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Xylitol Toxicity in Dogs

Xylitol is an extremely toxic substance for dogs. Although xylitol is safe for humans to consume, it is toxic to dogs. It is being found in more human products all the time, so it's important to be aware of how dangerous it can be for dogs and where to look for it.

What Is Xylitol?

Xylitol is a natural sugar substitute commonly used in many human products today. It has the ability to fight plaque, so it has become a popular additive in human foods, toothpastes, and medications. Our canine friends absorb the substance much more rapidly from the gut into the bloodstream than we do, and it causes a rapid release of insulin. This results in a fast drop in blood glucose levels, which can be life-threatening.

Xylitol's effects on cats are not well-known yet because they are less likely to ingest sweets than dogs.

What Products Contain Xylitol?

Because xylitol is becoming more and more common in many human products, dogs have ample opportunity to get into it and suffer toxicity. Following is a list of products that commonly contain xylitol. This is, by no means, a comprehensive list.

  • Toothpastes
  • Gum
  • Mints
  • Other candies
  • Human multivitamins
  • Human nasal sprays
  • Bulk xylitol, for baking

NOTE: Natural products, including toothpastes, often contain xylitol, too. Xylitol is a natural substance and, as such, can be found in these products, but it is still toxic to dogs.

Surprising Human Products That Contain Xylitol, per the Pet Poison Helpline Website:

Over-the-counter medications:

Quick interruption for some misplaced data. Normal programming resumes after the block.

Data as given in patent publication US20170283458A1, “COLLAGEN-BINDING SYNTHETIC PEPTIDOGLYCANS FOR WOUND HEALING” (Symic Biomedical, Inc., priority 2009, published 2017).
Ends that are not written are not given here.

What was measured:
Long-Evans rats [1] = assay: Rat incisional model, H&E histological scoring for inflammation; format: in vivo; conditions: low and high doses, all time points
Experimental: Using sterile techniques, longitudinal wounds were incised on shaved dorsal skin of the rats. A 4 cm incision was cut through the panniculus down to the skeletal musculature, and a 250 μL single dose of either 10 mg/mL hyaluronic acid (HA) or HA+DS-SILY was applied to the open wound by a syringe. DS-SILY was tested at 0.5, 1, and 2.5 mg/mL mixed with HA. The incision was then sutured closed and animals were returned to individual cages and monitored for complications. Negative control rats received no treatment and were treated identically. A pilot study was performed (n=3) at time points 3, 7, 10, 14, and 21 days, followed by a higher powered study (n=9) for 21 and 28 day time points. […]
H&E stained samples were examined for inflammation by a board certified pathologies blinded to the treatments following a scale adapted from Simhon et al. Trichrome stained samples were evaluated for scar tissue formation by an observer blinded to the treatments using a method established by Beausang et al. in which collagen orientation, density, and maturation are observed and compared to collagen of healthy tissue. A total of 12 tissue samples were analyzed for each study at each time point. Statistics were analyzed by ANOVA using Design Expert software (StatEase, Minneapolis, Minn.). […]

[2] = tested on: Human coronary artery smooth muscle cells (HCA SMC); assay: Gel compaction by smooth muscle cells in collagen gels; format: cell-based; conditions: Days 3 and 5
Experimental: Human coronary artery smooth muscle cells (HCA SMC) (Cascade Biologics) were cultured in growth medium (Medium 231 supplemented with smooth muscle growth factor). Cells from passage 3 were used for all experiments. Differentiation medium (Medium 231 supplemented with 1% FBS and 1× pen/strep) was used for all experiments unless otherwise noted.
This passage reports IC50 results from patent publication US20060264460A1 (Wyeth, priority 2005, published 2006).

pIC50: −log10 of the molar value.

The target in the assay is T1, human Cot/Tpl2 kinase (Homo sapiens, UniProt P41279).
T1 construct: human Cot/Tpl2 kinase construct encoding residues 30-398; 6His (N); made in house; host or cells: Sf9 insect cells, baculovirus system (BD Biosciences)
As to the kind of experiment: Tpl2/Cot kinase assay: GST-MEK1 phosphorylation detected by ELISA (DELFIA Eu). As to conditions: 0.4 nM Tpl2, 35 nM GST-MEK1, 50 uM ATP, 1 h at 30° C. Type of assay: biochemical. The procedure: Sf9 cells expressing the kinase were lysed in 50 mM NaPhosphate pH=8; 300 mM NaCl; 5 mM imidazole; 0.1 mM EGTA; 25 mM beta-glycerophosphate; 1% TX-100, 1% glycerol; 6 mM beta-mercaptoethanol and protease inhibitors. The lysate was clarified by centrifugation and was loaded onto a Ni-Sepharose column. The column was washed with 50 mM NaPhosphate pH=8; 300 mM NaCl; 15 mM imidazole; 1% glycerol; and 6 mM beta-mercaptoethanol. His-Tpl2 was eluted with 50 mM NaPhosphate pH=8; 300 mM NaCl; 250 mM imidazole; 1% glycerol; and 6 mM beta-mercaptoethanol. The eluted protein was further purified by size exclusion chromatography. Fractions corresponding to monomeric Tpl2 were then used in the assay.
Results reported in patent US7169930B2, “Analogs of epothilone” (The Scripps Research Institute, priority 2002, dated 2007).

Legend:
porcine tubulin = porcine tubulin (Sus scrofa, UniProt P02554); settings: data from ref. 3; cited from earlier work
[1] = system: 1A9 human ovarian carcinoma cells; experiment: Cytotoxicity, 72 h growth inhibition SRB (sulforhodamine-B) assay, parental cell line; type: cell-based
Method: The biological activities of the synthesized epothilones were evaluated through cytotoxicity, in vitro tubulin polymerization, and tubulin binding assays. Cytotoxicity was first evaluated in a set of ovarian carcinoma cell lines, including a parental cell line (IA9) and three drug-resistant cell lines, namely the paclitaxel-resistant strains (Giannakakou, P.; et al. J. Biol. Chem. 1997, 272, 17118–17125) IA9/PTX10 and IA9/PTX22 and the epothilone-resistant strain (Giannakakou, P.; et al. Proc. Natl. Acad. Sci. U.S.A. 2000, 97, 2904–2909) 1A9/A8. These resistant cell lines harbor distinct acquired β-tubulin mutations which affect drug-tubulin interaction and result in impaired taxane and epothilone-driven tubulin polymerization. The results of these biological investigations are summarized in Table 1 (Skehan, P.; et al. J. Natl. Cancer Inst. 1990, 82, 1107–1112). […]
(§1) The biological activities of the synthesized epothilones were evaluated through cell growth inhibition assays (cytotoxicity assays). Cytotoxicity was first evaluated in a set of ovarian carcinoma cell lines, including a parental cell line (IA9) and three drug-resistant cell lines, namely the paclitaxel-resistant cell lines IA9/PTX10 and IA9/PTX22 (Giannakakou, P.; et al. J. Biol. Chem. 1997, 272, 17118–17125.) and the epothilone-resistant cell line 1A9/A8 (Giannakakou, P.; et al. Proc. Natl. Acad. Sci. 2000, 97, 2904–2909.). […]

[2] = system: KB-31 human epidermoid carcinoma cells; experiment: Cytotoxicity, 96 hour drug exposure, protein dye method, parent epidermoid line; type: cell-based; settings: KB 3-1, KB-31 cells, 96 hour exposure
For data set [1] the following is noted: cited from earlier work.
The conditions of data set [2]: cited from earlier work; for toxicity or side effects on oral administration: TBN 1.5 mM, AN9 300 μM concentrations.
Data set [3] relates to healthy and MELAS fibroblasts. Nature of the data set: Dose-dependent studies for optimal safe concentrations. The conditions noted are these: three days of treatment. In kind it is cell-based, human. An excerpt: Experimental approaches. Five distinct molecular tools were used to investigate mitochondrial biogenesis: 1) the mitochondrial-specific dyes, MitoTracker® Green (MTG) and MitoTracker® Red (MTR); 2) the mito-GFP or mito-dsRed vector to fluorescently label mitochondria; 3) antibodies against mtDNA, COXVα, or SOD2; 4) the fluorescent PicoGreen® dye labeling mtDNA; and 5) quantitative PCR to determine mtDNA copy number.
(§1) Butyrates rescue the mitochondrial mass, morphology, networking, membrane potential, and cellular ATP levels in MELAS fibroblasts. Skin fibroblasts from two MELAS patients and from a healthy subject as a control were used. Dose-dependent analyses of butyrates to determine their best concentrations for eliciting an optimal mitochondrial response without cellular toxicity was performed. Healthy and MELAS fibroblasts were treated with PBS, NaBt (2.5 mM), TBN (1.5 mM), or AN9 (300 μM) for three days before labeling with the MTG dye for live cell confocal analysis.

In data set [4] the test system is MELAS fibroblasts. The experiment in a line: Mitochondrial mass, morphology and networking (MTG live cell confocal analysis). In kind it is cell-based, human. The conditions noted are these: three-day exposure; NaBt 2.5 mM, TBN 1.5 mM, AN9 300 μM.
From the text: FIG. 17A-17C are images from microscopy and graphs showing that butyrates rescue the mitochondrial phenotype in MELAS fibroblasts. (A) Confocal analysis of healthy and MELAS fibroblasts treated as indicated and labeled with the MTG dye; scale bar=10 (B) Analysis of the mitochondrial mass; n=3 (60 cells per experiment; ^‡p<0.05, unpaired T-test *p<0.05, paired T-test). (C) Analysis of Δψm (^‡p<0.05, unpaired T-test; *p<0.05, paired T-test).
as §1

• Axia3 ProDigestive Antacid (flavored chewable tablets, proprietary amount)
  • Children's Allegra Oral Suspension
  • Fleet Pedia-Lax Liquid Stool Softener
  • Umcka Cold and Flu chewable tablets (homeopathic product)

Dietary supplements, vitamins:

  • KAL Colostrum Chewable, Vanilla Cream (chewable tablets)
  • KAL Dinosaurs Children's Vitamins and Minerals (chewable tablets)
  • Kidz Digest Chewable Berry from Transformation Enzyme
  • L'il Critters Fiber Gummy Bears
  • Mega D3 Dots with 5,000 IU of Vitamin D3 per "dot" (dissolvable tablets)
  • Stress Relax's Suntheanine L-Theanine chewable tablets
  • Vitamin Code Kids by Garden of Life (chewable multivitamins)
  • Super Sleep Soft Melts by Webber Natural (dissolvable tablets)

Nasal products:

  • Xlear Sinus Care Spray
  • Xylear Nasal Spray (for adults and children)
  • Xyliseptic Nasal Spray

Prescription drugs:

  • Abilify Discmelt Orally Disintegrating Tablets (aripiprazole)
  • Clonazepam Orally Disintegrating Tablets, benzodiazepine
  • Emtriva oral solution (emtricitabine), HIV-1 reverse transcriptase inhibitor
  • Mobic Oral Suspension (meloxicam), nonsteroidal anti-inflammatory
  • Neurontin (gabapentin) Oral Solution
  • Riomet (metformin) Oral Solution, antidiabetic agent
  • Varibar barium sulfate products, liquids and puddings for swallowing studies
  • Zegerid Powder for Oral Suspension (omeprazole), proton pump inhibitor

Foods with xylitol as the primary sweetener (excluding gums and mints):

  • Clemmy's Rich and Creamy ice cream products
  • Dr. John's products (hard and soft candies, chocolates, drink mixes and so on)
  • Jell-O sugar-free pudding snacks
  • Nature's Hollow jams, syrup, ketchup, honey and so on
  • SparX Candy
  • Zipfizz energy drink-mix powders

Peanut Butter Sometimes Contains Xylitol